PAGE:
Roxanne Joganik, left, and Darlina Anthony outside their RV in Seven Points, where they moved after being evicted from a park in Athens.
David Taffet/Dallas Voice

East Texas Couple’s Eviction Prompts Landmark Transgender Rights Case


Patrick Michels

A version of this story ran in the November 2013 issue.

Above: Roxanne Joganik, left, and Darlina Anthony outside their RV in Seven Points, where they moved after being evicted from a park in Athens.

Roxanne Joganik moved into the Texan RV Park in Athens—the “black-eyed pea capital of the world,” halfway between Tyler and Corsicana—in April 2011. She was in her mid-50s, a Texas Army National Guard veteran living on Social Security in a trailer with her partner, Darlina Anthony. They had a happy, modest life in the park, enjoying the hillside scenery, grilling with neighbors and helping the owners, a couple who performed as a country gospel duo, fix the wireless Internet when it went out.

But when a man named George Toone bought the park in spring 2012, according to a federal lawsuit brought by the U.S. Department of Justice, it was the end of Joganik’s good times in Athens—and the start of what could be a landmark civil rights case.

Trouble began, according to the Justice Department complaint, when Joganik explained to Toone that she’s a transgender woman and asked his permission to wear women’s clothes around the park. He refused, saying it would create the wrong atmosphere for the park. He worried about children seeing her at the pool.

Soon it became clear Toone wanted to force her out of the park altogether. As Joganik told the Rare Reporter blog in September, Toone circulated a new set of park rules that seemed aimed at her: a non-discrimination clause pointedly omitted any protections based on gender. Another clause outlawed killing wildlife on park grounds; Joganik sometimes killed turtles in the pond that stole bait off her hook.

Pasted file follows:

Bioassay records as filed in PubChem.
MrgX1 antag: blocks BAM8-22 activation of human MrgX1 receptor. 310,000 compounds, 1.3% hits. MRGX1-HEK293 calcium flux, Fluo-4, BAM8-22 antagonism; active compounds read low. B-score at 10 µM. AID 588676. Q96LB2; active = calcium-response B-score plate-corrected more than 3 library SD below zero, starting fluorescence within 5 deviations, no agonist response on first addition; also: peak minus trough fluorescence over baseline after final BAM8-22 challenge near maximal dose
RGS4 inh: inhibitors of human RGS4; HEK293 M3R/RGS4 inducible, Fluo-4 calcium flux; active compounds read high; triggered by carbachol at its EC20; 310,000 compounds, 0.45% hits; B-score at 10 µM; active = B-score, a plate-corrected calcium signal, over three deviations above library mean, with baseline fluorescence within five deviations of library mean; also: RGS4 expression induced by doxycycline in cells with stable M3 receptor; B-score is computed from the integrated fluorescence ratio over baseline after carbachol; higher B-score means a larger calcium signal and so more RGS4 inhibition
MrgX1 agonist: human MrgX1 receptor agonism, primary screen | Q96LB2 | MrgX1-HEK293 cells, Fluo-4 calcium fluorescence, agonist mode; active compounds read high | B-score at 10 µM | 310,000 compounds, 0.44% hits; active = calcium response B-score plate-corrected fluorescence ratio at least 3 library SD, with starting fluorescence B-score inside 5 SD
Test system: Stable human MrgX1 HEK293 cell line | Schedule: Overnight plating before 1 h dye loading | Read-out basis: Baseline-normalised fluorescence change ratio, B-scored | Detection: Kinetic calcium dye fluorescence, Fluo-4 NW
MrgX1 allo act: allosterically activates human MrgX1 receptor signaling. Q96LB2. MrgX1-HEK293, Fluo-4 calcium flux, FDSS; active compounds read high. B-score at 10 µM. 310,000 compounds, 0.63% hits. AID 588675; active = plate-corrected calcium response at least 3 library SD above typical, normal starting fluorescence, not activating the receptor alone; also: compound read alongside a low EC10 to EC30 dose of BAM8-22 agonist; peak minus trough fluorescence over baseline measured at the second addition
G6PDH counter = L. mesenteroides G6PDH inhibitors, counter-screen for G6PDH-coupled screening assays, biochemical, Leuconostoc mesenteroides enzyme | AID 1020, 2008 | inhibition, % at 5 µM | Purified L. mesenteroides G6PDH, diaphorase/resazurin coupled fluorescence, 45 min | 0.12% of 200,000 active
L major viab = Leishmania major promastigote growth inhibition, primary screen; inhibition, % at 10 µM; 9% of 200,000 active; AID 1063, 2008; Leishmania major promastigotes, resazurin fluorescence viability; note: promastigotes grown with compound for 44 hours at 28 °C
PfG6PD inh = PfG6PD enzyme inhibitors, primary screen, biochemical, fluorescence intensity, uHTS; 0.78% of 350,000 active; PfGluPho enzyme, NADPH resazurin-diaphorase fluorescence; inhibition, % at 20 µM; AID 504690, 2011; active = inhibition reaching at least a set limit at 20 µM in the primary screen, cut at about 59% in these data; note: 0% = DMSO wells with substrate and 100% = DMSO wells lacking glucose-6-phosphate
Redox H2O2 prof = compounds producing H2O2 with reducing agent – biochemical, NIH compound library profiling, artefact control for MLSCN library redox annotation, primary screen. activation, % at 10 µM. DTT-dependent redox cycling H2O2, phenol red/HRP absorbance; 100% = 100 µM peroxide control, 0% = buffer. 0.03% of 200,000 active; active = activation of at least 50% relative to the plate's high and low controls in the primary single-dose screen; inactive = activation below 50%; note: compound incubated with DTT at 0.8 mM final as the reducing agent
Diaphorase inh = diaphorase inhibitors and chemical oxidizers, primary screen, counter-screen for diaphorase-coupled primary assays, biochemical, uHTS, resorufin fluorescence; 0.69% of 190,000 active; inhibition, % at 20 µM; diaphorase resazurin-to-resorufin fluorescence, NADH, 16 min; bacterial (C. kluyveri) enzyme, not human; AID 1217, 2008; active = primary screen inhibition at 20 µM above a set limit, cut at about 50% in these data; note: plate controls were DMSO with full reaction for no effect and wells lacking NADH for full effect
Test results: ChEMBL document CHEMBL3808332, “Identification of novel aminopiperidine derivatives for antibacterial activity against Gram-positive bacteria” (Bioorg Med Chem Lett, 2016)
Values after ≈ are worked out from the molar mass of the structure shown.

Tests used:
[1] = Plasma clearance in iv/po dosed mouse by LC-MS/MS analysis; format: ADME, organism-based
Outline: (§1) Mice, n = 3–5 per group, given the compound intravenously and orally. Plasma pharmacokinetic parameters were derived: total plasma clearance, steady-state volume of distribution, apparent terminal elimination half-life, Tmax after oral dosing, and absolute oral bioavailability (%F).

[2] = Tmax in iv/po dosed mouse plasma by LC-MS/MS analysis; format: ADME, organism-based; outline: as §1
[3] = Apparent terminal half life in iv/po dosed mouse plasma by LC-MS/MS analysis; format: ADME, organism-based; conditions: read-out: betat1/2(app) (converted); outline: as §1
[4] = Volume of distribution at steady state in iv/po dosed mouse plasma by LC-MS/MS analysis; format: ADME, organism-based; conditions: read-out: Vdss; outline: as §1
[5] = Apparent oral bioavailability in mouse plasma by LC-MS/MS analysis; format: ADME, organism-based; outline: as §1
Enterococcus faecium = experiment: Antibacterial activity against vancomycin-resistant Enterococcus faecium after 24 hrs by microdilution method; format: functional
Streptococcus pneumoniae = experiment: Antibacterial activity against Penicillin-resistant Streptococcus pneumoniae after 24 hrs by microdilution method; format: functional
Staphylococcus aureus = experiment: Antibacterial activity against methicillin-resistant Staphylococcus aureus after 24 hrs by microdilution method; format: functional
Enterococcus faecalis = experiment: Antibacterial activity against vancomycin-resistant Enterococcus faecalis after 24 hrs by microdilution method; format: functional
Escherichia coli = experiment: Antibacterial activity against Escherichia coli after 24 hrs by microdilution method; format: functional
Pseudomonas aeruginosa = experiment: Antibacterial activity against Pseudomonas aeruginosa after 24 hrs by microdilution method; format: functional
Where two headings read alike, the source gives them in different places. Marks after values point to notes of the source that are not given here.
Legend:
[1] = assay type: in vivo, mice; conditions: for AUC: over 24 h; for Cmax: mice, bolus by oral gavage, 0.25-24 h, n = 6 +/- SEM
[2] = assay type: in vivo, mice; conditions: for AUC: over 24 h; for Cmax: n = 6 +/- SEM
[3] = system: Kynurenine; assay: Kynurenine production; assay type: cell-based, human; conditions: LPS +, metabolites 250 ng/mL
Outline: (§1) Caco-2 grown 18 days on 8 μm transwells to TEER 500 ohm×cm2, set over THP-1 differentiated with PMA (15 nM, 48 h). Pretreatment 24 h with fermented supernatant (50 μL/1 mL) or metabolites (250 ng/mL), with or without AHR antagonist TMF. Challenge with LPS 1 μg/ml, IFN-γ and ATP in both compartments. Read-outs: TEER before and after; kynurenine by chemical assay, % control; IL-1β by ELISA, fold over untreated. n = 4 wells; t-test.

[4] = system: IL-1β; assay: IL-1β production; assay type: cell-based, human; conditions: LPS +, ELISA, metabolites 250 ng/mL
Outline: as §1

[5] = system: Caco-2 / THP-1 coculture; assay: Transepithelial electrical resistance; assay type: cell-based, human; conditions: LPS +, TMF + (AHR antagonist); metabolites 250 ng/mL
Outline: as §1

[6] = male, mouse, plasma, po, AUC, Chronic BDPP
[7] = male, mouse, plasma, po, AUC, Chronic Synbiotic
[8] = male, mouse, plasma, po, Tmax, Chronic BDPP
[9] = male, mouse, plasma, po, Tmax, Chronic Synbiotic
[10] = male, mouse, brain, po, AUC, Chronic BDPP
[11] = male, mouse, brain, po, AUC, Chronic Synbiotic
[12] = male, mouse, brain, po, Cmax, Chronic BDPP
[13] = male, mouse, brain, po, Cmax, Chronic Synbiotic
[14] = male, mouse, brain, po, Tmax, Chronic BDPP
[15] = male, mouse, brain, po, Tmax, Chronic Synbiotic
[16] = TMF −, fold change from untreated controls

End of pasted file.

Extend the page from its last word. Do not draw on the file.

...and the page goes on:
Joganik says Toone refused to accept her rent. When Anthony, who is bisexual, offered to pay it instead, she says, Toone told her “he didn’t like my kind either.”

Within a month, Joganik and Anthony found an eviction notice posted on their trailer door. They insisted on a formal eviction hearing in a county justice of the peace court, and lost. In July, they were finally evicted by law enforcement.

“Fifteen deputies to evict two women,” Joganik told the Dallas Voice. “It was crazy.”

Joganik and Anthony filed complaints with the U.S. Department of Housing and Urban Development, which did its own investigation and decided their eviction violated the Fair Housing Act. The federal statute bars discrimination based on gender. Experts say it’s likely the first time the Justice Department has gone to court over housing discrimination against a transgender person.

Joganik’s case is the latest sign of HUD’s interest in protecting LGBT housing rights. In June 2012, the department banned any housing provider that receives HUD grants from asking questions about sexual orientation or gender identity. This summer, HUD released its first-ever estimate of discrimination against same-sex couples, showing LGBT couples were just as likely to face discrimination in states with laws against it.

A 2011 survey by the National Gay and Lesbian Task Force and the National Center for Transgender Equality shows the situation is more dire when the person is transgender: One in five transgender people reported being denied a home or apartment, one in five said they’d been homeless and one in 10 had been evicted. For non-white people, the numbers were even higher.

Now that the Justice Department suit has been filed, Joganik wouldn’t discuss her case with the Observer—except to say this: “Anybody, no matter who you are and how you are, you should be able to live how you want in this country.”